Thevenot T.,University Hospital Jean Minjoz |
Bureau C.,Service dHepato Gastroenterologie |
Oberti F.,Service d dHepato Gastroenterologie |
Anty R.,Service dHepato Gastroenterologie |
And 23 more authors.
Journal of Hepatology | Year: 2015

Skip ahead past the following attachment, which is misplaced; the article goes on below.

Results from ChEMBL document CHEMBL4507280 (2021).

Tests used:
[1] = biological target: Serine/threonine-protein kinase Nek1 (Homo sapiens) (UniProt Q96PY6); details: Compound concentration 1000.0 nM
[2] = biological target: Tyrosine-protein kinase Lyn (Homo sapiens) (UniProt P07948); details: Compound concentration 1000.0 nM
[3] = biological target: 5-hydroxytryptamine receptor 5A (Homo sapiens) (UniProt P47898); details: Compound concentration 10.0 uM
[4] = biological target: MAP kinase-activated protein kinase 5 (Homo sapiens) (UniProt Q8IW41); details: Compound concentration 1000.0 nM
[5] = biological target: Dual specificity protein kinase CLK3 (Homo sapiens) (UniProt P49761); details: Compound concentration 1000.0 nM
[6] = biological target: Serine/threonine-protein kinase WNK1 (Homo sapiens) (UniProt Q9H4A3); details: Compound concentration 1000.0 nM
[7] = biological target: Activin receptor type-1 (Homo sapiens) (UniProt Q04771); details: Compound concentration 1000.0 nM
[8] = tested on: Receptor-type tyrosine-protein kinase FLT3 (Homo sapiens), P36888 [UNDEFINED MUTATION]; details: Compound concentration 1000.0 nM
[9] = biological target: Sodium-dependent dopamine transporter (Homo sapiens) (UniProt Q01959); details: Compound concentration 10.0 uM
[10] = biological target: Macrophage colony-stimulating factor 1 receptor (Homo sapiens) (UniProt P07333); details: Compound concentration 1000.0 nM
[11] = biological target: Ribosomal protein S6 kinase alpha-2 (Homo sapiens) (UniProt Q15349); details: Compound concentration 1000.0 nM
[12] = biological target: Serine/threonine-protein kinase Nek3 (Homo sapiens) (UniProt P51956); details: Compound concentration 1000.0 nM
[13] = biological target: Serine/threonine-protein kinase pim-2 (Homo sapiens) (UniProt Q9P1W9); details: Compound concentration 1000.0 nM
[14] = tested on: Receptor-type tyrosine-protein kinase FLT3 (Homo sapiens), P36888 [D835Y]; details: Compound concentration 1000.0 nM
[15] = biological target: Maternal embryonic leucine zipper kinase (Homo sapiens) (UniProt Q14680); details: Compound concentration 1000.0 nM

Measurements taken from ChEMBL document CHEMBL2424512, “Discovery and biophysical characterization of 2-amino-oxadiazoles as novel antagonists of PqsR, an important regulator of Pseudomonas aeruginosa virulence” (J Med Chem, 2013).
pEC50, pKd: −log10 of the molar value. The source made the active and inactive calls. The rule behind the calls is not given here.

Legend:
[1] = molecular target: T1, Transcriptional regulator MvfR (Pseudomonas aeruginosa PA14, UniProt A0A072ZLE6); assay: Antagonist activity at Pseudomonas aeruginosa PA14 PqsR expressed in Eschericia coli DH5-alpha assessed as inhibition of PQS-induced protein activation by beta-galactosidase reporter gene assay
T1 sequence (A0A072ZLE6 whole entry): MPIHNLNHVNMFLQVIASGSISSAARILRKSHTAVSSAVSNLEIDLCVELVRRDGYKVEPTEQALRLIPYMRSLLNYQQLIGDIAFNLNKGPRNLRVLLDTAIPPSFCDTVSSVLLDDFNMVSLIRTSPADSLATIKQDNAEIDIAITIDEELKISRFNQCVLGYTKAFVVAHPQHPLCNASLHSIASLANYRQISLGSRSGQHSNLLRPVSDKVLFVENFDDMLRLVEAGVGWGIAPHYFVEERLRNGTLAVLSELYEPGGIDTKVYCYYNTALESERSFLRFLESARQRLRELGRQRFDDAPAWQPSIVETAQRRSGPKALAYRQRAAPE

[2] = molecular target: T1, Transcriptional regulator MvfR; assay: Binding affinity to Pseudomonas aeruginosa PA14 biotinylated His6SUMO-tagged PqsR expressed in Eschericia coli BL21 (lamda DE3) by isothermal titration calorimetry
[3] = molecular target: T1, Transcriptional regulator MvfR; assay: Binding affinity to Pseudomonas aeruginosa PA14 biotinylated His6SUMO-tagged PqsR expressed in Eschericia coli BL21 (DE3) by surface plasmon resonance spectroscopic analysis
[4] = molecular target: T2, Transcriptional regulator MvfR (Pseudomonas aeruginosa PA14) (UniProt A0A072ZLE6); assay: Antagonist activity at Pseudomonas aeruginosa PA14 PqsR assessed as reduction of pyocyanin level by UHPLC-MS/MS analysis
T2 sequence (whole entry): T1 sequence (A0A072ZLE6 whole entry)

Background & Aims Albumin infusion improves renal function and survival in cirrhotic patients with spontaneous bacterial peritonitis (SBP) but its efficacy in other types of infections remains unknown. We investigated this issue through a multicenter randomized controlled trial. Methods A total of 193 cirrhotic patients with a Child-Pugh score greater than 8 and sepsis unrelated to SBP were randomly assigned to receive antibiotics plus albumin (1.5 g/kg on day 1 and 1 g/kg on day 3; albumin group [ALB]: n = 96) or antibiotics alone (control group [CG]: n = 97). The primary endpoint was the 3-month renal failure rate (increase in creatinine ≥50% to reach a final value ≥133 μmol/L). The secondary endpoint was 3-month survival rate. Results Forty-seven (24.6%) patients died (ALB: n = 27 vs. CG: n = 20; 3-month survival: 70.2% vs. 78.3%; p = 0.16). Albumin infusion delayed the occurrence of renal failure (mean time to onset, ALB: 29.0 ± 21.8 vs. 11.7 ± 9.1 days, p = 0.018) but the 3-month renal failure rate was similar (ALB: 14.3% vs. CG: 13.5%; p = 0.88). By multivariate analysis, MELD score (p <0.0001), pneumonia (p = 0.0041), hyponatremia (p = 0.031) and occurrence of renal failure (p <0.0001) were predictors of death. Of note, pulmonary edema developed in 8/96 (8.3%) patients in the albumin group of whom two died, one on the day and the other on day 33 following albumin infusion. Conclusions In cirrhotic patients with infections other than SBP, albumin infusion delayed onset of renal failure but did not improve renal function or survival at 3 months. Infusion of large amounts of albumin should be cautiously administered in the sickest cirrhotic patients. © 2014 European Association for the Study of the Liver.